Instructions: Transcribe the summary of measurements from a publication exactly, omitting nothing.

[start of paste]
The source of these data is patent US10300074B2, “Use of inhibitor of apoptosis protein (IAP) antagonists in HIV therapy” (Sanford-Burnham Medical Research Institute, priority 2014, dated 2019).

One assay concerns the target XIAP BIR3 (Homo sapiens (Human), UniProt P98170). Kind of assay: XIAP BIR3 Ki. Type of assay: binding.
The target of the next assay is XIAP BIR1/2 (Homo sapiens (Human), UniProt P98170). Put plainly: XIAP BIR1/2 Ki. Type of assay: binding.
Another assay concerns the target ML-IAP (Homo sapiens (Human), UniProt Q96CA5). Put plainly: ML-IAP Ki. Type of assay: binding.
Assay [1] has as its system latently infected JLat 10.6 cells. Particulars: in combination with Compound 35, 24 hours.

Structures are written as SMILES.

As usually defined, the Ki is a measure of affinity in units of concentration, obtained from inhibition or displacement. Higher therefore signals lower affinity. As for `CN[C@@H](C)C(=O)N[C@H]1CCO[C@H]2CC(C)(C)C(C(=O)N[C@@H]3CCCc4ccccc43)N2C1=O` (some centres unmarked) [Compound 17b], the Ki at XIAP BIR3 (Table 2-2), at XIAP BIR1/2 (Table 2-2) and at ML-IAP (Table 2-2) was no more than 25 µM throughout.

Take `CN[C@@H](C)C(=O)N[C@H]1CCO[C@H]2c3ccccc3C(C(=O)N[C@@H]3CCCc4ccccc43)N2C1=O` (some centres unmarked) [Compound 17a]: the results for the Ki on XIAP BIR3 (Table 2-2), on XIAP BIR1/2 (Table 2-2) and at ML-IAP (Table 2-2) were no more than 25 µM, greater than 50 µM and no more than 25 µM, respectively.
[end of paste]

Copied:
The source of these data is patent US10300074B2, “Use of inhibitor of apoptosis protein (IAP) antagonists in HIV therapy” (Sanford-Burnham Medical Research Institute, priority 2014, dated 2019).

One assay concerns the target XIAP BIR3 (Homo sapiens (Human), UniProt P98170). Kind of assay: XIAP BIR3 Ki. Type of assay: binding.
The target of the next assay is XIAP BIR1/2 (Homo sapiens (Human), UniProt P98170). Put plainly: XIAP BIR1/2 Ki. Type of assay: binding.
Another assay concerns the target ML-IAP (Homo sapiens (Human), UniProt Q96CA5). Put plainly: ML-IAP Ki. Type of assay: binding.
Assay [1] has as its system latently infected JLat 10.6 cells. Particulars: in combination with Compound 35, 24 hours.

Structures are written as SMILES.

As usually defined, the Ki is a measure of affinity in units of concentration, obtained from inhibition or displacement. Higher therefore signals lower affinity. As for `CN[C@@H](C)C(=O)N[C@H]1CCO[C@H]2CC(C)(C)C(C(=O)N[C@@H]3CCCc4ccccc43)N2C1=O` (some centres unmarked) [Compound 17b], the Ki at XIAP BIR3 (Table 2-2), at XIAP BIR1/2 (Table 2-2) and at ML-IAP (Table 2-2) was no more than 25 µM throughout.

Take `CN[C@@H](C)C(=O)N[C@H]1CCO[C@H]2c3ccccc3C(C(=O)N[C@@H]3CCCc4ccccc43)N2C1=O` (some centres unmarked) [Compound 17a]: the results for the Ki on XIAP BIR3 (Table 2-2), on XIAP BIR1/2 (Table 2-2) and at ML-IAP (Table 2-2) were no more than 25 µM, greater than 50 µM and no more than 25 µM, respectively.